Francois Hollande, a president under siege
Taking over the French presidency in the midst of the worst economic crisis in decades was never going to be a bed of roses. Francois Hollande himself had predicted as much. But the Socialist, whose election was heralded as a new dawn for France and a Europe gloomy with austerity, could never have imagined the disillusionment to be this deep, this soon.
Copyright Deutsche Presse-Agentur, 2013
As Hollande marks his first year in office - the anniversary is Monday - he must be wondering how it unravelled so fast, to the extent that only one in four people consider he is doing a good job and most would pick Nicolas Sarkozy if they had to vote again. His unpopularity at home has undermined him in Europe, where Hollande has failed to sway German Chancellor Angela Merkel from the austerity course that has been criticised as choking growth on the continent, including in France.
In an interview with The Wall Street Journal published Friday, Hollande explained his difficulty with Merkel in terms of Germany's election schedule. "Ms Merkel has upcoming elections in September and cannot give the impression that she's taking greater care of Europeans than of Germans," he said. But Hollande himself also draws blame for failing to make a convincing case for his pragmatic blend of fiscal discipline and fiscal solidarity.
Inheriting a broken economy hasn't helped. "Change is now," the Socialist leader declared during his election campaign, promising to make growth and job creation his top priorities. A year on, the economy has stagnated and the number of jobless is growing by nearly 900 a day, hitting a record 3.2 million in March. France's 10.6-per-cent unemployment rate is still a far cry off Spain's 27 per cent, but the growing lag with Germany, which has a 6.9-per-cent unemployment rate, is a cause of deep anxiety.
Hollande rightly pointed to the fact that the problems in Europe's second-largest economy are structural and that turning the situation around will take time. To buy time, he has introduced public-service jobs for youth in deprived areas and introduced a bonus system for companies that hire young people and retain older workers. He has also begun to tackle the heart of the matter, the loss of French competitiveness over the past three decades. To lower labour costs, he has introduced 20 billion euros (26.3 billion dollars) in tax cuts. He has also nudged trade unions into a pact with employers on wide-ranging labour reforms, an unprecedented feat for a leftist leader.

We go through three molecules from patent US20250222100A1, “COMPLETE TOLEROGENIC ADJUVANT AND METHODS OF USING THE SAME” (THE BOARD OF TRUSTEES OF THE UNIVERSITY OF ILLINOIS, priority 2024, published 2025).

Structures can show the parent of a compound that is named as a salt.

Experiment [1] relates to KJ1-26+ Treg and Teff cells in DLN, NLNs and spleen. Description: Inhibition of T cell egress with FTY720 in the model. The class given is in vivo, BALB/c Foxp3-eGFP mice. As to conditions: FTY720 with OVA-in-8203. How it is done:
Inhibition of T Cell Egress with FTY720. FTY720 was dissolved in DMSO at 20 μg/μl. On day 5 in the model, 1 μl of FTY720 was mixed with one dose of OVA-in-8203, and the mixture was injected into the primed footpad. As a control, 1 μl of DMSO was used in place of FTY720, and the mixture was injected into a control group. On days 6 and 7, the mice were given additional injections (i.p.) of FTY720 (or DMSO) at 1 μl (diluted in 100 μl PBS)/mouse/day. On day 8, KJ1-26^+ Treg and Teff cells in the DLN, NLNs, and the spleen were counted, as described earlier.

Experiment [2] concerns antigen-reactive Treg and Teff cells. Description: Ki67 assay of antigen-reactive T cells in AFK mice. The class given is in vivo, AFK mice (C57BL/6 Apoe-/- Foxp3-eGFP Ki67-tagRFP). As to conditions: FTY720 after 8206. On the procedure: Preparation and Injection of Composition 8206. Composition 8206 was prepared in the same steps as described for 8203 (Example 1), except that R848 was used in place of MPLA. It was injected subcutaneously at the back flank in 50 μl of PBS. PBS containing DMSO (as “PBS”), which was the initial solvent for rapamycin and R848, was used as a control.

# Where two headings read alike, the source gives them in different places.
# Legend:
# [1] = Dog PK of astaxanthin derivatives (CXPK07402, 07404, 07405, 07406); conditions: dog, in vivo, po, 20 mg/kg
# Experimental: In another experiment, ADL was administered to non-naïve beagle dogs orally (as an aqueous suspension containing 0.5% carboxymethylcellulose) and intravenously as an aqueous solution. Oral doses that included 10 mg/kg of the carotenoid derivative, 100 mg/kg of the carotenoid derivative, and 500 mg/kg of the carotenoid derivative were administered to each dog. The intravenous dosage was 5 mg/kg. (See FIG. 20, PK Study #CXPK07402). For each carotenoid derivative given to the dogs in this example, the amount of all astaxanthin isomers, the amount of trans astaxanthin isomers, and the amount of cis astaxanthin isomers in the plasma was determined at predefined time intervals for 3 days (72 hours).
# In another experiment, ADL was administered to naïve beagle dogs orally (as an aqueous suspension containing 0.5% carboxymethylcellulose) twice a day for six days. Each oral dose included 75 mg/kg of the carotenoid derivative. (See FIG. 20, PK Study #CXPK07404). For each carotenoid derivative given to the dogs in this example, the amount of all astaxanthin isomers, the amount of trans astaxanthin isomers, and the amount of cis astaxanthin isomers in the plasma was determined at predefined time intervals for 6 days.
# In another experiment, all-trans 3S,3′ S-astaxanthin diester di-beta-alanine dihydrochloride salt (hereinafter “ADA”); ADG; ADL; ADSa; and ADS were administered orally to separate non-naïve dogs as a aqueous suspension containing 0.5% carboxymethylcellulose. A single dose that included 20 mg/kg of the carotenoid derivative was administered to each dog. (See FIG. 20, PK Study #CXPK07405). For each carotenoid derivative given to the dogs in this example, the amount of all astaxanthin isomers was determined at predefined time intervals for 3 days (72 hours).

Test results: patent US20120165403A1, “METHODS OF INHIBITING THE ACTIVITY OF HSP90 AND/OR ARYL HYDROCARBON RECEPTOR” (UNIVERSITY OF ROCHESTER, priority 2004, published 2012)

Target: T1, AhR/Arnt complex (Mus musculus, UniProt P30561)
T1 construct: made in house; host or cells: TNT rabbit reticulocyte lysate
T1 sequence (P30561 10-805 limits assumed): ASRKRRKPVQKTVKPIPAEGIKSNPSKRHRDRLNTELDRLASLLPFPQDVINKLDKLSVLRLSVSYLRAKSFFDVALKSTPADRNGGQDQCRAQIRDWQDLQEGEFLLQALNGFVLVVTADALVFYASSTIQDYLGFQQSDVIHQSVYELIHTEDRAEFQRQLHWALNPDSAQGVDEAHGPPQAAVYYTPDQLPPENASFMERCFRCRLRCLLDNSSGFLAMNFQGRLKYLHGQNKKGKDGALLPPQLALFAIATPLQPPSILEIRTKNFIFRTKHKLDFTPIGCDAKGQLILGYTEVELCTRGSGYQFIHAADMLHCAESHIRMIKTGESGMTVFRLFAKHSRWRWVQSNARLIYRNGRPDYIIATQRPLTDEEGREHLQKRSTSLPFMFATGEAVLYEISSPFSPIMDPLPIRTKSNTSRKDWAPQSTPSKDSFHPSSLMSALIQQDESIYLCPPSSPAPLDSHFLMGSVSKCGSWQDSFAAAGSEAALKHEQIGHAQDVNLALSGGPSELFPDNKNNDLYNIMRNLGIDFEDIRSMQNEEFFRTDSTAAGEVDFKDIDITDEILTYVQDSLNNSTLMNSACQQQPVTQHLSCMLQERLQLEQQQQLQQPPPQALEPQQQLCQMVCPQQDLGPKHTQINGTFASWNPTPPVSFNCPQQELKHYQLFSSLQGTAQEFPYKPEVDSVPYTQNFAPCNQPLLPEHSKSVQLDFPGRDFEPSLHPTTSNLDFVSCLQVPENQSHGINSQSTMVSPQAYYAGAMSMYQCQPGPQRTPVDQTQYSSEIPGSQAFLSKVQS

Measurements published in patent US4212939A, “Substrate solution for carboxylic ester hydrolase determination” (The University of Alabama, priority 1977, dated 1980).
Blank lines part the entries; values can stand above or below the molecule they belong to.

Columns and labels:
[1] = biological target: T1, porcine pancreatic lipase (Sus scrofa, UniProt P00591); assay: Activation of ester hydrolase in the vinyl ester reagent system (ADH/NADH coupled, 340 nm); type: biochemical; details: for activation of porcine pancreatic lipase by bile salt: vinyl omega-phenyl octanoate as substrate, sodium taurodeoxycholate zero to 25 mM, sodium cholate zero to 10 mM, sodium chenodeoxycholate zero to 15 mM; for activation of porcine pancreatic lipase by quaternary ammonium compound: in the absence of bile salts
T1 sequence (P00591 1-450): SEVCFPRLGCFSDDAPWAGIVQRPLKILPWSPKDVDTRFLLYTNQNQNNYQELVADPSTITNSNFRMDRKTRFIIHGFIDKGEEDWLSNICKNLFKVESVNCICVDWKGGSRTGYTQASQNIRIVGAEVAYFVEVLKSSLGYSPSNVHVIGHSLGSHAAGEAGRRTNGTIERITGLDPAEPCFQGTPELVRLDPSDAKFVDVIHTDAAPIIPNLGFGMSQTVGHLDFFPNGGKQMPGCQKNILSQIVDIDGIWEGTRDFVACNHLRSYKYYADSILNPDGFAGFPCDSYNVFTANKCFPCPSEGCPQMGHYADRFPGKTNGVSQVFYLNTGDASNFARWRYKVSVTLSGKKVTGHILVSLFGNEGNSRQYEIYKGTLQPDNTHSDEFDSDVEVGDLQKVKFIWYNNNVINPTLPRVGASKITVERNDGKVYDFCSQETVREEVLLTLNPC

A gay marriage bill that made it through Parliament despite mass protests and a successful intervention against Islamist rebels in Mali count among Hollande's other achievements to date. But his progress has been obscured by his image - that of a dithering consensus man who fails to command authority within his government or to inspire confidence in a people that like their presidents on the monarchical side.
"Your normalcy is not equal to the challenges," Sarkozy sniped at Hollande during a presidential debate last year, referring to his opponent's promise to be a "normal" president. The French, it seems, are increasingly in agreement. Summing up Hollande's dilemma, Dominique Seux, editor of the financial daily Les Echos, told France Inter radio, "Francois Hollande maybe has the right course but not the authority. Nicolas Sarkozy had the authority but not the course."
Can the first Socialist leader since 1995 turn it around or is he condemned to be a lame-duck president for the next four years, a "Mr Weak" as L'Express news magazine labelled him on the front cover of its April 10 edition? His biggest test yet could come from his own Socialist Party, which exacerbated tensions with Berlin last week by lambasting Merkel's "selfish intransigence" in a draft document.
The document, which was later revised to exclude the remark, appeared aimed at pressuring Hollande to take a more confrontational stance towards Germany on austerity. But Hollande is still basing his story around compromise. "France and Germany," he said this week, "must work together, whatever the economic climate, the personalities in charge and the sensibilities."